Contact
Contact Answers In the News Hot Topics
©pregnancy-bliss.co.uk. 2007-2015. All rights reserved
Share on Facebook
Share on Twitter
Share on Digg
Share on Google Bookmarks
Share on Reddit
Share via e-mail

Pregnancy Bliss | Reproductive Health Hub

Metformin use in pregnancy

Question:  should I still take Metformin even when expecting? Am suspecting to be five weeks and have started taking 75mg of aspirin. N.S.N(Zambia)  


Answer: Congratulations on your good news. Yes; Metformin is perfectly safe to take during pregnancy. The most important thing is to ensure the blood sugar control is optimal. For some people with Type 2 diabetes, this is achieved using Metformin only. Others need to be switched to insulin. As long as you are having regular blood sugar checks, ideally checking before and after meals, and as long as the control seems good, you can continue with Metformin.

As for the aspirin, which is meant to minimise the risk of recurrent miscarriage, you should stay on this until the third trimester. Use beyond 36 weeks is not recommended. My very best wishes.




Sickle cell and smoking in pregnancy

Question:  Hi, we just found out that my girl just starting her pregnancy. I don't have sickle cell but she does.  What is the percent that the child will come out having sickle cell? Also wit her smoken. Does it affect blood flow from her to the child? R. (USA)


Answer: Congratulations to you both. I take it your girlfriend has got sickle cell disease and not sickle cell trait. This is important in predicting the likelihood of your offspring having the condition. I also take it you do not have sickle cell trait. You may need to be aware that many people with sickle cell trait are actually unaware because they are completely healthy. I hope you have had your status checked.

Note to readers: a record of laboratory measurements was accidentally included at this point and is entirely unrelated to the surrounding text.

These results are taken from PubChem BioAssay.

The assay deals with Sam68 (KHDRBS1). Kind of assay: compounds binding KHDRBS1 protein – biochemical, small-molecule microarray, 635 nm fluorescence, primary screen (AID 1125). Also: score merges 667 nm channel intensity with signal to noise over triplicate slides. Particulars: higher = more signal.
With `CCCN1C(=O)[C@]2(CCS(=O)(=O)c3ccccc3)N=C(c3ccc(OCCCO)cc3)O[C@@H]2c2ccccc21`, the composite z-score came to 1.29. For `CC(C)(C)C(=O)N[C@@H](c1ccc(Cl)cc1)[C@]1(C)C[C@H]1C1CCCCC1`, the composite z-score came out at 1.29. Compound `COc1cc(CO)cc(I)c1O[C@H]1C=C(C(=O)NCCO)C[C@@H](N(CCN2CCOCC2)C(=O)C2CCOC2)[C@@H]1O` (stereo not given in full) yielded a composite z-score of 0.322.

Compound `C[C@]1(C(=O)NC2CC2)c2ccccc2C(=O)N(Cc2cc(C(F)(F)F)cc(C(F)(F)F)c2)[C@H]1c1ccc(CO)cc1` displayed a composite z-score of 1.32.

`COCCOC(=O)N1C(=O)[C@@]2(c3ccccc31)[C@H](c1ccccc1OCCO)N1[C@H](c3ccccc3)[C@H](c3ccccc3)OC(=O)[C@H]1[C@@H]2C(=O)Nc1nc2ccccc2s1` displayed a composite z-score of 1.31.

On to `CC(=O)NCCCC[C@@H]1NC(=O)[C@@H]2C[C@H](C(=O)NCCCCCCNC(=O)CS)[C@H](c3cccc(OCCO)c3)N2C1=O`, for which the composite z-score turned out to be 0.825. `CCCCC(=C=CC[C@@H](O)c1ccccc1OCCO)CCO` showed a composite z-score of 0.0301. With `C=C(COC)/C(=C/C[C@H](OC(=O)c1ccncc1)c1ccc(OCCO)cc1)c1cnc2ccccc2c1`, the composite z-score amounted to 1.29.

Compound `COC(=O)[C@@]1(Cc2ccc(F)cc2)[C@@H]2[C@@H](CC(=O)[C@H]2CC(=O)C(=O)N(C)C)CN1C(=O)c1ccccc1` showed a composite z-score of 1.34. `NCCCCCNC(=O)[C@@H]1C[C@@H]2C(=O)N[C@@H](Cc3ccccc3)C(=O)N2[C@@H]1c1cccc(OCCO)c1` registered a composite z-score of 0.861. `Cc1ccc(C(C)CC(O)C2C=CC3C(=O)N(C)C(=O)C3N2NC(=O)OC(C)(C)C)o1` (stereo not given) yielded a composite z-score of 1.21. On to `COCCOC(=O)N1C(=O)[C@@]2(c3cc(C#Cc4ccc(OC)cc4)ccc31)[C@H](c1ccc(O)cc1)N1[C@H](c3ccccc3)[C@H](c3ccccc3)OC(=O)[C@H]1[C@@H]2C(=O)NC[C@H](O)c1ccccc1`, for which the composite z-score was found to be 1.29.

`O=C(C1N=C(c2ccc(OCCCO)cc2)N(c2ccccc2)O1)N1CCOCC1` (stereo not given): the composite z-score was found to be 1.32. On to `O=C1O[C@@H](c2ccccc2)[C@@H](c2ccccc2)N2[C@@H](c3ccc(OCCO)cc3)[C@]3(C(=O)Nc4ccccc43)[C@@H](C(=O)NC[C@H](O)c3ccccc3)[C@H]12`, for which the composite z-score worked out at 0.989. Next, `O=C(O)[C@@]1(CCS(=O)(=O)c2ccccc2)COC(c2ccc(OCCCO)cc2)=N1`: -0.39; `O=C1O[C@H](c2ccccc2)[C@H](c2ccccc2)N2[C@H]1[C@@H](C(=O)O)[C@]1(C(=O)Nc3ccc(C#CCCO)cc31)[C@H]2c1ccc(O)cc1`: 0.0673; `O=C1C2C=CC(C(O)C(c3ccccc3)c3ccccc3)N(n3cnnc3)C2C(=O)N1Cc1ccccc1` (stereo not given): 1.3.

Regarding the smoking, that is particularly bad for women with sickle cell disease during pregnancy. Their ability to carry oxygen is already compromised due to their chronic anemia. Add to this the smoking which reduces the oxygen carrying capacity farther. That is on top of the carbon monoxide which is carried to the baby. A combination of sickle cell and maternal smoking can prove lethal to the baby. She needs to be helped in any way possible to quit during this time.



‘Golf balls’ in the heart of the baby on ultrasound scan

Question:  Hello, my wife had her 20 weeks scan today and the report says golf balls in the heart. The doctor explained and reassured us but im still confused. What is this and how did it get there? N.S. (UK)


Answer: The so-called ‘golf balls’ are one of the recognised soft markers that are occasionally seen when a detailed anatomy scan of the baby is done in the mid-trimester. The medical term for this is ‘echogenic intracardiac focus or EIF. ‘Golf balls is a descriptive term based on the fact that these areas appear round and white; like a golf ball. They tend to be found in particular areas of the heart. Their importance lies in the fact that, in some cases, they could be associated with a chromosomal disorder. Only a small minority of babies found to have these are actually affected by these disorders. Up to 4% of babies will be found to have these. That’s one in 25. Normally, when found, this will trigger a careful look for any other soft markers. When a scan confirms that there are no other soft markers or major structural anomalies, no further action is called for. The exception could be in cases of a mother with a family history of Down’s syndrome or if she is of advanced age. In such a case, she may be advised to consider a diagnostic test since the risk of her baby being affected is inherently higher.